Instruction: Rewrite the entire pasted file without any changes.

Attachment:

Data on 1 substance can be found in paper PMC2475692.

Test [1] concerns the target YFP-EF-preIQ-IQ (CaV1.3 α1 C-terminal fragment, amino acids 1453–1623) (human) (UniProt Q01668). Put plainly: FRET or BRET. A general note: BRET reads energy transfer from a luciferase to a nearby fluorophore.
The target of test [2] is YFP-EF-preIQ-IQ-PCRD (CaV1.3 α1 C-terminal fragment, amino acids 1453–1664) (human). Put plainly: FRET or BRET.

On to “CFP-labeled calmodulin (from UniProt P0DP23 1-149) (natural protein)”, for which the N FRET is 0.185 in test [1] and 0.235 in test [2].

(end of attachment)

Data on 1 substance can be found in paper PMC2475692.

Test [1] concerns the target YFP-EF-preIQ-IQ (CaV1.3 α1 C-terminal fragment, amino acids 1453–1623) (human) (UniProt Q01668). Put plainly: FRET or BRET. A general note: BRET reads energy transfer from a luciferase to a nearby fluorophore.
The target of test [2] is YFP-EF-preIQ-IQ-PCRD (CaV1.3 α1 C-terminal fragment, amino acids 1453–1664) (human). Put plainly: FRET or BRET.

On to “CFP-labeled calmodulin (from UniProt P0DP23 1-149) (natural protein)”, for which the N FRET is 0.185 in test [1] and 0.235 in test [2].